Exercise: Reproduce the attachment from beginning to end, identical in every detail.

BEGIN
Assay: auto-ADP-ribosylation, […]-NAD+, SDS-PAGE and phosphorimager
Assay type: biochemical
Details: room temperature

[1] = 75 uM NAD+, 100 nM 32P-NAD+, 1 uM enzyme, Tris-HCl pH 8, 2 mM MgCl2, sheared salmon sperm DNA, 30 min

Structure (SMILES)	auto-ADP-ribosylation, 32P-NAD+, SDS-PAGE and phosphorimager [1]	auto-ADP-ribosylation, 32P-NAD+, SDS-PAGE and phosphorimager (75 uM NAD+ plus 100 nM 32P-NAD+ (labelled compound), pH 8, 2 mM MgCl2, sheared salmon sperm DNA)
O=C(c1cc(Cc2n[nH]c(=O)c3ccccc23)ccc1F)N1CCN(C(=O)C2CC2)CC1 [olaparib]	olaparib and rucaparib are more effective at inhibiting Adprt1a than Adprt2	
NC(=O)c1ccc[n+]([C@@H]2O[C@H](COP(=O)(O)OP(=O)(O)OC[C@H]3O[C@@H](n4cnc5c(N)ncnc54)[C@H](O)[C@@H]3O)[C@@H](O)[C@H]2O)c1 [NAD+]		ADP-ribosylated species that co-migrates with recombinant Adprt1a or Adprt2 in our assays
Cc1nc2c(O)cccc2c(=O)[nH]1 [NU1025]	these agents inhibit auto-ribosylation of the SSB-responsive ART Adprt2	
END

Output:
Assay: auto-ADP-ribosylation, […]-NAD+, SDS-PAGE and phosphorimager
Assay type: biochemical
Details: room temperature

[1] = 75 uM NAD+, 100 nM 32P-NAD+, 1 uM enzyme, Tris-HCl pH 8, 2 mM MgCl2, sheared salmon sperm DNA, 30 min

Structure (SMILES)	auto-ADP-ribosylation, 32P-NAD+, SDS-PAGE and phosphorimager [1]	auto-ADP-ribosylation, 32P-NAD+, SDS-PAGE and phosphorimager (75 uM NAD+ plus 100 nM 32P-NAD+ (labelled compound), pH 8, 2 mM MgCl2, sheared salmon sperm DNA)
O=C(c1cc(Cc2n[nH]c(=O)c3ccccc23)ccc1F)N1CCN(C(=O)C2CC2)CC1 [olaparib]	olaparib and rucaparib are more effective at inhibiting Adprt1a than Adprt2	
NC(=O)c1ccc[n+]([C@@H]2O[C@H](COP(=O)(O)OP(=O)(O)OC[C@H]3O[C@@H](n4cnc5c(N)ncnc54)[C@H](O)[C@@H]3O)[C@@H](O)[C@H]2O)c1 [NAD+]		ADP-ribosylated species that co-migrates with recombinant Adprt1a or Adprt2 in our assays
Cc1nc2c(O)cccc2c(=O)[nH]1 [NU1025]	these agents inhibit auto-ribosylation of the SSB-responsive ART Adprt2	